How do you explain PMDD to others?

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PMDD affects our lives in many ways on a day-to-day basis. Sometimes, it’s hard to make sense of it all. So, where do you begin to explain what it’s like to others?

Here are some warriors sharing how they explain what PMDD is like in their own words:

Mentally, it’s like all of my fire and passion for what I love about my life has been drained from me. Physically, like the blood in my veins has been replaced with lead, making me feel heavy and exhausted. I look forward to my period because with it, my spark and ambition return.


It makes my life an endless dance with depression and anxiety to the beat of my menstrual cycle.


It’s like PMS’s suicidal sister.


It’s my body reacting adversely to normal hormone fluctuations. So, a normal rise or fall in estrogen or progesterone causes my emotions and mind to react negatively.


It’s like pressing the self destruct button and not giving a damn about the consequences. Then spending the next two weeks of your life rebuilding every thread of a relationship/career/friendship – every month.


A mental and physical intolerance to the hormonal fluctuations that happen during the luteal phase of the menstrual cycle. It’s not PMS – it’s a complete physical and psychological shift. 


I experience suicidal ideation for a week solid. I have so many panic attacks I lose count. I cry so much my face gets sore. I ache all over and am so damn tired but can’t sleep. I can’t concentrate, or think rationally. And the scariest part: I have absolutely no control over these thoughts and feelings.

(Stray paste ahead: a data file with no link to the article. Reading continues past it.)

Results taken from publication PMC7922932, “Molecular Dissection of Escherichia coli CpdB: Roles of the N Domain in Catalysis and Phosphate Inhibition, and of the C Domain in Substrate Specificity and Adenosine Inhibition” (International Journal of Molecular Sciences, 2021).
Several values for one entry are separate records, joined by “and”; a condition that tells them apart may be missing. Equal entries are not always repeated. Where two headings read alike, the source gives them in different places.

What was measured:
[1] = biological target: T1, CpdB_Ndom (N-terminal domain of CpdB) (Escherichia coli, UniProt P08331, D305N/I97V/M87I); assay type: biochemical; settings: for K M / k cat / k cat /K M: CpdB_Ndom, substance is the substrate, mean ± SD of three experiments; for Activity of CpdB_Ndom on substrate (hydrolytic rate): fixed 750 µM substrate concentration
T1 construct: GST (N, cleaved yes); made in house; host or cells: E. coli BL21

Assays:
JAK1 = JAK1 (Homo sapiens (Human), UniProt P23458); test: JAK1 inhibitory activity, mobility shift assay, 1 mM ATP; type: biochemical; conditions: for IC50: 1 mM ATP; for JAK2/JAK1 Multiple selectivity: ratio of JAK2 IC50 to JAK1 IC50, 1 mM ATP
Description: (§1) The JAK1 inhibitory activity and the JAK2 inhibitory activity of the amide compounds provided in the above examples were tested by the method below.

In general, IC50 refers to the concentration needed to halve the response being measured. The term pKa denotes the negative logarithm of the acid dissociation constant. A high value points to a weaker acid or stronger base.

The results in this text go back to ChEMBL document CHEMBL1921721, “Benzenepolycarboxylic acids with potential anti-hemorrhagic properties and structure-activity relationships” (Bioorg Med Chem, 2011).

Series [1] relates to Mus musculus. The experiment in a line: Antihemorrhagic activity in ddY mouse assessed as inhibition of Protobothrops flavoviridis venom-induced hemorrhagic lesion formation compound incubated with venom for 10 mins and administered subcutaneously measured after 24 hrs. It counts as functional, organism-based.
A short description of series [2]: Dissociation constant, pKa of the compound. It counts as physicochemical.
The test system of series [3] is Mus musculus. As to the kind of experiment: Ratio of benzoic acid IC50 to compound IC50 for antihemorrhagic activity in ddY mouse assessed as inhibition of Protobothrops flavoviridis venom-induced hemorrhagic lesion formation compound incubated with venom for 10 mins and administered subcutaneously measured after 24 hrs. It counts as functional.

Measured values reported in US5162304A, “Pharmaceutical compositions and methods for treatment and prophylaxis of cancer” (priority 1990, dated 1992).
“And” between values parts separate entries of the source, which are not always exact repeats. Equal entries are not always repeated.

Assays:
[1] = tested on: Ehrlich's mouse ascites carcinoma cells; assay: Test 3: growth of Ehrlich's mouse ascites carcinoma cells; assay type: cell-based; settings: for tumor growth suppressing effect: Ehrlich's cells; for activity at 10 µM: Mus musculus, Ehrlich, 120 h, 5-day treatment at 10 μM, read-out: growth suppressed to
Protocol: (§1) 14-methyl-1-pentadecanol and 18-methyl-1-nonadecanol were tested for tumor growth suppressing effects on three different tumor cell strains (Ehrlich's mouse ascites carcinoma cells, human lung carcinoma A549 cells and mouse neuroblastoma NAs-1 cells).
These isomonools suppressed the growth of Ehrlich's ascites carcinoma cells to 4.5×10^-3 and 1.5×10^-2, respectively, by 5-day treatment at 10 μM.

Not being able to pull myself out of a bad mood and dragging everyone else down with me.


It’s like PMS on steroids, bipolar disorder, and amnesia all at the same time. It’s pure hell.

Kari Jean

 It’s a hormone-based mood disorder. 
A sensitivity to hormone fluctuations. 
Every time our hormones fluctuate we have a severe negative reaction in our bodies and brains.


The loneliness is the same as when my dad died and I realized I would never hear his voice again. 
The worst emotion you’ve ever felt but amplified to the point of it being debilitating and it lasts two weeks every month.


PMS on steroids. Fighting a war against yourself.


I explain that it’s an endocrine condition that leads to physical and mental symptoms. I don’t over embellish. It takes enough from me as it is. It isn’t going to ever define me as a person and I will not feed into its drama.


How do you explain PMDD to others?

Let us know in the comments below.

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